Photo by: Sileshi Semaw
IU Bloomington paleoanthropologist Sileshi Semaw holds the fossil of a hominid mandible (lower jaw bone) believed to be about 4.5 million years old
Scientists from Indiana University Bloomington and seven other institutions have unearthed skeletal fossils of a human ancestor believed to have lived about 4.5 million years ago. The fossils, described in this week’s Nature (Jan. 20), will help scientists piece together the mysterious transformation of primitive chimp-like hominids into more human forms.
The fossils were retrieved from the Gona Study Area in northern Ethiopia, only one of two sites to yield fossil remains of Ardipithecus ramidus. "A few windows are now opening in Africa to glance into the fossil evidence on the earliest hominids," said IUB paleoanthropologist Sileshi Semaw, who led the research.
Semaw and colleagues also report new evidence that suggests the human ancestors lived in close quarters with a menagerie of antelope, rhinos, monkeys, giraffes and hippos in a northern Ethiopia that was far wetter than it is today. The environmental reconstructions suggest a mosaic of habitats, from woodlands to grasslands. Research is continuing at Gona to determine which habitats A. ramidus preferred.
David Bricker | EurekAlert!
New Study Will Help Find the Best Locations for Thermal Power Stations in Iceland
19.01.2017 | University of Gothenburg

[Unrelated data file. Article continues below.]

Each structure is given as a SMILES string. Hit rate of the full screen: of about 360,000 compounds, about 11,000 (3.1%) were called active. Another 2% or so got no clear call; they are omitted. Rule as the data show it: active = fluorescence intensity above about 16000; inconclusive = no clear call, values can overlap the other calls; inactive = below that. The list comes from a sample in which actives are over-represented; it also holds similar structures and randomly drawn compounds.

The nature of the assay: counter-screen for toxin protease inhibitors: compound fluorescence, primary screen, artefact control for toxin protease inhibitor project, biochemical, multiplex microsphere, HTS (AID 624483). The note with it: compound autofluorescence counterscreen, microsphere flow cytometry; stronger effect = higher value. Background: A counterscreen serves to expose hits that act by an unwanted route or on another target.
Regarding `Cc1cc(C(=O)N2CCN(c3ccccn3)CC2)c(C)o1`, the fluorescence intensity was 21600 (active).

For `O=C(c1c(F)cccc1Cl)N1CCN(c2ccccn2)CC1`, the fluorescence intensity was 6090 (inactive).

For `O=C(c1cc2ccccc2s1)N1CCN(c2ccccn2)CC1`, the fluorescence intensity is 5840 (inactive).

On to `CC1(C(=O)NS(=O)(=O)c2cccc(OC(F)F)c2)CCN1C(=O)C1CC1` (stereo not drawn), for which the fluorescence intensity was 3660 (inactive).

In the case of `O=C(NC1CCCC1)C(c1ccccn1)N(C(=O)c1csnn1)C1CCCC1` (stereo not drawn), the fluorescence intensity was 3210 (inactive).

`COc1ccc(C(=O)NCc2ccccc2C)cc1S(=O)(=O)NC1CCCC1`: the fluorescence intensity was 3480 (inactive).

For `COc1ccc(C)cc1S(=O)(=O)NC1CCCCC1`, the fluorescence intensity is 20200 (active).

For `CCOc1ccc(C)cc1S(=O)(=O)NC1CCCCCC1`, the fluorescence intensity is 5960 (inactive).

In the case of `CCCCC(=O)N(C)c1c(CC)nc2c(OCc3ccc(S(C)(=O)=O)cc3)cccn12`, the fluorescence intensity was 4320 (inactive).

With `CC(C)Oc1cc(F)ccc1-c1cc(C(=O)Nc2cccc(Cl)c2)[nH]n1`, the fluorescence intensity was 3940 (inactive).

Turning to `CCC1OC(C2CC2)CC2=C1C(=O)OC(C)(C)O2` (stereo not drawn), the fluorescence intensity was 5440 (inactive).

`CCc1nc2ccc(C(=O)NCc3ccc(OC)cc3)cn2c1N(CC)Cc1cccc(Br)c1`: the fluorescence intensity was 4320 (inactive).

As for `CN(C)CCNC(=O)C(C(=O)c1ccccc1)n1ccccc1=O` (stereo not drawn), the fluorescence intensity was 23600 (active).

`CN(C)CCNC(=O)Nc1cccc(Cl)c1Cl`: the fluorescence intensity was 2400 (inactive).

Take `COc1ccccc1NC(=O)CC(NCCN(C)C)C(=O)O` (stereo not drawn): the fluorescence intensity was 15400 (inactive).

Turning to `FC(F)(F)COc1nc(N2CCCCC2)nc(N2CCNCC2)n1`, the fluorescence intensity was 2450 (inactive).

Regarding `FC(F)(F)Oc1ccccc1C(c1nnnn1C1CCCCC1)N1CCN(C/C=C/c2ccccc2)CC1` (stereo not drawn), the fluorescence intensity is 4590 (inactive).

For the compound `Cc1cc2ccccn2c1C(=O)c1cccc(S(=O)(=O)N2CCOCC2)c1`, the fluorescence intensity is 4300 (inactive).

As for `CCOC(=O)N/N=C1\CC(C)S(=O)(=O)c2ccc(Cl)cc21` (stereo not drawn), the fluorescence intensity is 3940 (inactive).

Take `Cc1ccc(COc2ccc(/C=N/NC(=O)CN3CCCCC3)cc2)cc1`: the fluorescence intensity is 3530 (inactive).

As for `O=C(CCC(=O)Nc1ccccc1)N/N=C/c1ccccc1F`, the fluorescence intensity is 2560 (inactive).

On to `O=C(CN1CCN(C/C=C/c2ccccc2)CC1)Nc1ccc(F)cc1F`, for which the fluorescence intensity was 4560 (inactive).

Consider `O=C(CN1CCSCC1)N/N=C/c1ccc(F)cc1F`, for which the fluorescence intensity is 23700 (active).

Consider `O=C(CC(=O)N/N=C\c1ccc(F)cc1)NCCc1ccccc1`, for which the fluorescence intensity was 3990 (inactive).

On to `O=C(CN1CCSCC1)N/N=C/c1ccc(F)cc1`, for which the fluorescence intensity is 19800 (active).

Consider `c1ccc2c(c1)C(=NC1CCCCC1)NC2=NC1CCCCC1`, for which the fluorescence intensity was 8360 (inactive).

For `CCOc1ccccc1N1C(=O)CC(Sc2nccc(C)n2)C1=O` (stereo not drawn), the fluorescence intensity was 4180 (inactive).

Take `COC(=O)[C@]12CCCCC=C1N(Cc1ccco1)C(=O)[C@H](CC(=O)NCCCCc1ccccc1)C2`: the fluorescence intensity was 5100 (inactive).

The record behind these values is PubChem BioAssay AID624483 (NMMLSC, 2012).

Water - as the underlying driver of the Earth’s carbon cycle
17.01.2017 | Max-Planck-Institut für Biogeochemie
An important step towards a completely new experimental access to quantum physics has been made at University of Konstanz. The team of scientists headed by...
Yersiniae cause severe intestinal infections. Studies using Yersinia pseudotuberculosis as a model organism aim to elucidate the infection mechanisms of these...
Researchers from the University of Hamburg in Germany, in collaboration with colleagues from the University of Aarhus in Denmark, have synthesized a new superconducting material by growing a few layers of an antiferromagnetic transition-metal chalcogenide on a bismuth-based topological insulator, both being non-superconducting materials.
While superconductivity and magnetism are generally believed to be mutually exclusive, surprisingly, in this new material, superconducting correlations...
Laser-driving of semimetals allows creating novel quasiparticle states within condensed matter systems and switching between different states on ultrafast time scales
Studying properties of fundamental particles in condensed matter systems is a promising approach to quantum field theory. Quasiparticles offer the opportunity...
Among the general public, solar thermal energy is currently associated with dark blue, rectangular collectors on building roofs. Technologies are needed for aesthetically high quality architecture which offer the architect more room for manoeuvre when it comes to low- and plus-energy buildings. With the “ArKol” project, researchers at Fraunhofer ISE together with partners are currently developing two façade collectors for solar thermal energy generation, which permit a high degree of design flexibility: a strip collector for opaque façade sections and a solar thermal blind for transparent sections. The current state of the two developments will be presented at the BAU 2017 trade fair.
As part of the “ArKol – development of architecturally highly integrated façade collectors with heat pipes” project, Fraunhofer ISE together with its partners...
19.01.2017 | Event News
10.01.2017 | Event News
09.01.2017 | Event News
20.01.2017 | Awards Funding
20.01.2017 | Materials Sciences
20.01.2017 | Life Sciences